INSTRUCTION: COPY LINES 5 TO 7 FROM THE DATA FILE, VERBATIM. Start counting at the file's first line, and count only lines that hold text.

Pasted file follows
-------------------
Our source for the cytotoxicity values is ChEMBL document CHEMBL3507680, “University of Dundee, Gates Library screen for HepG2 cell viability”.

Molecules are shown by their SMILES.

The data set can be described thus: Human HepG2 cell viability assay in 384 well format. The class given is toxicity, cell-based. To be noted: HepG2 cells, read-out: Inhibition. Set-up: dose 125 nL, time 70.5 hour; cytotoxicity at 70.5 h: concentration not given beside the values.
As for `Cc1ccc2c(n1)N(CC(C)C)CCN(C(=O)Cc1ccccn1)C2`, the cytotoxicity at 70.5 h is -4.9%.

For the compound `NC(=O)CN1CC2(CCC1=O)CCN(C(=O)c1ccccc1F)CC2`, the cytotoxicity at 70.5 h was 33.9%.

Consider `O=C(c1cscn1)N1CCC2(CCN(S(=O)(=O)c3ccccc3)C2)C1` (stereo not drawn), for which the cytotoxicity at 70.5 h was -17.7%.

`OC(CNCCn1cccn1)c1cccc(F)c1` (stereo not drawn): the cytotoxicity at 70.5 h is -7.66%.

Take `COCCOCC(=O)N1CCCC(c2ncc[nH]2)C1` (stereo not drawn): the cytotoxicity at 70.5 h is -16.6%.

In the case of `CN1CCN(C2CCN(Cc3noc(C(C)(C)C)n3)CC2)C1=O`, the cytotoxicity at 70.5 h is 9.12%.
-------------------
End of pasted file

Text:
For the compound `NC(=O)CN1CC2(CCC1=O)CCN(C(=O)c1ccccc1F)CC2`, the cytotoxicity at 70.5 h was 33.9%.

Consider `O=C(c1cscn1)N1CCC2(CCN(S(=O)(=O)c3ccccc3)C2)C1` (stereo not drawn), for which the cytotoxicity at 70.5 h was -17.7%.

`OC(CNCCn1cccn1)c1cccc(F)c1` (stereo not drawn): the cytotoxicity at 70.5 h is -7.66%.